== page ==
Analyzing and Improving the NBA’s Collective Bargaining Agreement

Click here to view the salary proposals discussed in this article.


Kevin Durant’s departure from Oklahoma City to Golden State may not represent the NBA’s most significant paradigm shift in 2016. Amidst reports of ongoing labor discussions between the NBA and the NBPA, Commissioner Adam Silver and NBPA Executive Director Michele Roberts remain optimistic of coming to terms on a new Collective Bargaining Agreement (“CBA”) before either party may opt-out of the current deal December 15.

With massive media deals exponentially elevating league-wide revenues, players and owners remain incentivized to avoid a work stoppage and continue their prosperous relationship. Unanticipated revenue growth, however, has enabled relatively synonymous players at the end of their contracts the opportunity to seize upon a surging salary cap, while superior players locked into long term deals cannot earn raises. Stars like Steph Curry and John Wall, for example, have witnessed lesser teammates obtain more lucrative contracts without the opportunity to capitalize on the sizable salary cap increase themselves.

While these players earning millions of dollars hardly deserve the sympathy of the average fan, the influx of funds has created imbalanced classes while enabling players that reach free agency the ability to control the league’s competitive climate. Without the salary cap’s expansion this offseason, Kevin Durant would not have been able to join the Western Conference’s two-year reigning champion. Parity in the NBA is threateningly low with few realistic championship contenders.

Herein lies the conflict: players seek to retain their true “free agency” – not simply their ability to ultimately decide their cities of employment, but rather the maximization of lucrative options. Given suppressed salary caps in the past, most franchises operated above the soft cap line and were unable to offer free agents market value deals while limited to various exceptions to offer veterans opportunities. Now, cap spa­ce provides more teams with the ability to make competitive offers to free agents.

Owners, on the other hand, wish to limit outside opportunities ­for their free agents through devices like restricted free agency and higher maximum contracts. By restricting free agency options, owners hope to retain more of their players, decrease volatility in their franchise’s year-to-year competitive outlook, and reduce the risk of the creation of “super teams” and a subsequent reduction in parity.

Ultimately, the exponential increase in league revenues provides a unique opportunity to develop a creative solution that benefits all parties. By avoiding a work stoppage and finding an adequate resolution, the NBA may be able to seize upon the NFL’s ratings decline and emerge as the preeminent professional sports league in the world.

Defining and Distributing Basketball Related Income (“BRI”)

The greatest challenge to sports labor negotiations remains defining sharable revenue and dividing such revenue between franchises who orchestrate a league’s business affairs and players who represent the source of entertainment. In 2011, the NBA and players suffered losses estimated over $800 million when they were forced to sacrifice a fifth of the 2011-12 season while negotiating a division of Basketball Related Income (“BRI”). The owners ultimately won the stalemate, increasing their share from 43% of BRI in the 2005 agreement to approximately 50%.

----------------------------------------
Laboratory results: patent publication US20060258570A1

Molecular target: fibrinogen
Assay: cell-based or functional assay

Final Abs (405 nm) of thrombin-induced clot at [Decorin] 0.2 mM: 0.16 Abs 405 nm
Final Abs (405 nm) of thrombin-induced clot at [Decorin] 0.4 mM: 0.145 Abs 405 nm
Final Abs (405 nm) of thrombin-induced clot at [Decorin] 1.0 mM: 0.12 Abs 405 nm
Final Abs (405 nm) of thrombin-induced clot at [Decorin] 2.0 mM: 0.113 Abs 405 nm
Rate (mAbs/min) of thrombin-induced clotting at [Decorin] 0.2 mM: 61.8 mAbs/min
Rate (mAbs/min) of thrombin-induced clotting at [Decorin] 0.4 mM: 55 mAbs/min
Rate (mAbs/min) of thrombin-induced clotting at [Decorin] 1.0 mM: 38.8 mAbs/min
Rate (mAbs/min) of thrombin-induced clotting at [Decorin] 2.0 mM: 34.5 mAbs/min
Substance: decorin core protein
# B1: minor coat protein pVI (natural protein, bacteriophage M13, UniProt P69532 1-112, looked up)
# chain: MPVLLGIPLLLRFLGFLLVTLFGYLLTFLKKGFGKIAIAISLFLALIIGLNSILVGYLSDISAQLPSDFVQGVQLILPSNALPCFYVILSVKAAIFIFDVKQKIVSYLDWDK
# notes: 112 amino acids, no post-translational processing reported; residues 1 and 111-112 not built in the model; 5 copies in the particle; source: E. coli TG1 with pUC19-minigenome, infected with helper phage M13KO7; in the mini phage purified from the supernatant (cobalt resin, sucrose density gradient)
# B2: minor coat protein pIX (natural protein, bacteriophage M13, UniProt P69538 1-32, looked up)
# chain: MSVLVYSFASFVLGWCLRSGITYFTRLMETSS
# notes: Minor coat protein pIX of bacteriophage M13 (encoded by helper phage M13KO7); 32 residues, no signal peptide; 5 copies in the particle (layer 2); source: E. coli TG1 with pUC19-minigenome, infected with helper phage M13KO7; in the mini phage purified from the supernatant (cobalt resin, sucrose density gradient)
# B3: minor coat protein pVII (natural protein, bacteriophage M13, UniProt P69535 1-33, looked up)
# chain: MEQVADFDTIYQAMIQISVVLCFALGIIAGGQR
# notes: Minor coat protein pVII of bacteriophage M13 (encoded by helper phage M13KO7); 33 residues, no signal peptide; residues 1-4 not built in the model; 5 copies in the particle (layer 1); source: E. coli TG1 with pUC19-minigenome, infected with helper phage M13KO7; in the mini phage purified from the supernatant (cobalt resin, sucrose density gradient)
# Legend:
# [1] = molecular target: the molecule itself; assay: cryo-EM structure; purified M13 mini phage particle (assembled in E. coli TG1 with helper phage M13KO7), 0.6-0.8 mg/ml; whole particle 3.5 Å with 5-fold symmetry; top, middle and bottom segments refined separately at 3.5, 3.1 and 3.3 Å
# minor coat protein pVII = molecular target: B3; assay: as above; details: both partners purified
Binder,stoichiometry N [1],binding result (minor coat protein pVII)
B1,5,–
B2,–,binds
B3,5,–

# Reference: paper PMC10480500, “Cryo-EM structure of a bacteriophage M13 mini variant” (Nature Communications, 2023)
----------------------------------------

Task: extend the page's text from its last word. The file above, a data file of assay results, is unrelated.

Fortunately, new executive leadership and booming revenues, namely the league’s nine-year, $24 billion media rights deal with ESPN and Turner, appear to have healed the scars from the previous contentious negotiation. The league and players have reportedly agreed to maintain a 50-50 distribution of revenue, providing optimism that a new agreement is imminent. Given the league’s current health and international upside, an even split represents a smart compromise for both parties; owners are turning profits while players continue to earn the most lucrative contracts in professional sports.

New revenue streams, however, present challenges to defining BRI in the next CBA. While BRI has been rather all-encompassing, players should seek as expansive a definition as possible to account for new opportunities like jersey advertisements and the advent of future digital mediums that may market NBA content. Commissioner Adam Silver estimates that jersey advertisements may provide an additional $100 million per year into the NBA’s revenue portfolio, which should effectively provide $50 million more a year to the players per the BRI percentage split (i.e., an increase in each team’s salary cap by about $1.67 million).

Although the NBA’s aggressive revenue grab provides players a tangible economic benefit, certain advertisements may be problematic for players with potentially conflicting endorsement deals. Unlike the NFL, which controls in-game player apparel, NBA players can market and capitalize off of shoe deals that remain immune from revenue sharing. In the 1980s, Michael Jordan and agent David Falk pioneered basketball shoes as an overwhelmingly lucrative industry through the launch of Air Jordan. Since, star players have partnered with an array of brands for personal shoe deals approaching or eclipsing the value of their playing contracts. The league’s partnership with Nike, which provides for the company’s trademark “swoosh” on jerseys, creates conflict for athletes not sponsored by the brand. Further, athletes that pursue outside endorsement opportunities may have deals with companies that operate in the same industry as others partnering with teams to advertise on jerseys. While new endorsement deals will likely contain carve outs for jersey advertisements, players may nevertheless lose certain opportunities. Jersey advertisements may also cause players to unintentionally breach current relationships. Players must seek protection from the league against any claims and should insist on a greater share of income from jersey advertisements due to sponsorship cannibalization.